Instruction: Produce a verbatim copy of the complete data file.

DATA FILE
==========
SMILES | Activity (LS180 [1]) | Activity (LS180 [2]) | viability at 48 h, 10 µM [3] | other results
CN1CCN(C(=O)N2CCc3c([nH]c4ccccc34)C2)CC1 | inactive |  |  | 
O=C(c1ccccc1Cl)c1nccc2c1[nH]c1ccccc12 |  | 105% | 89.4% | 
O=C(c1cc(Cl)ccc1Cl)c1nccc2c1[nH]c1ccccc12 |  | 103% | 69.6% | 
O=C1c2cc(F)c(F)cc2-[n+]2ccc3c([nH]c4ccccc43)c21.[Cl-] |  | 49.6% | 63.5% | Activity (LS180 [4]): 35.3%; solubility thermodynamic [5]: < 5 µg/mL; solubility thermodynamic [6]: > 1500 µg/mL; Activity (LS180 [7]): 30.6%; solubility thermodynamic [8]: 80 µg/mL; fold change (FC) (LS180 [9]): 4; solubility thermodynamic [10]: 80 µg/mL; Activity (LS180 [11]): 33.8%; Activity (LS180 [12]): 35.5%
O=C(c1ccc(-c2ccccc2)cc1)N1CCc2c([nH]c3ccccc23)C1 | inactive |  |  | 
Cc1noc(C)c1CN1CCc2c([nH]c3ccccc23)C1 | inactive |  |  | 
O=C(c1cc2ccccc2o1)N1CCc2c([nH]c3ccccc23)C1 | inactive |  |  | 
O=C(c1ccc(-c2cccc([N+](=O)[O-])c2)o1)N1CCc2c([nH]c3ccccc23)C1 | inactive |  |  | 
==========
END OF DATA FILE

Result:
SMILES | Activity (LS180 [1]) | Activity (LS180 [2]) | viability at 48 h, 10 µM [3] | other results
CN1CCN(C(=O)N2CCc3c([nH]c4ccccc34)C2)CC1 | inactive |  |  | 
O=C(c1ccccc1Cl)c1nccc2c1[nH]c1ccccc12 |  | 105% | 89.4% | 
O=C(c1cc(Cl)ccc1Cl)c1nccc2c1[nH]c1ccccc12 |  | 103% | 69.6% | 
O=C1c2cc(F)c(F)cc2-[n+]2ccc3c([nH]c4ccccc43)c21.[Cl-] |  | 49.6% | 63.5% | Activity (LS180 [4]): 35.3%; solubility thermodynamic [5]: < 5 µg/mL; solubility thermodynamic [6]: > 1500 µg/mL; Activity (LS180 [7]): 30.6%; solubility thermodynamic [8]: 80 µg/mL; fold change (FC) (LS180 [9]): 4; solubility thermodynamic [10]: 80 µg/mL; Activity (LS180 [11]): 33.8%; Activity (LS180 [12]): 35.5%
O=C(c1ccc(-c2ccccc2)cc1)N1CCc2c([nH]c3ccccc23)C1 | inactive |  |  | 
Cc1noc(C)c1CN1CCc2c([nH]c3ccccc23)C1 | inactive |  |  | 
O=C(c1cc2ccccc2o1)N1CCc2c([nH]c3ccccc23)C1 | inactive |  |  | 
O=C(c1ccc(-c2cccc([N+](=O)[O-])c2)o1)N1CCc2c([nH]c3ccccc23)C1 | inactive |  |  | 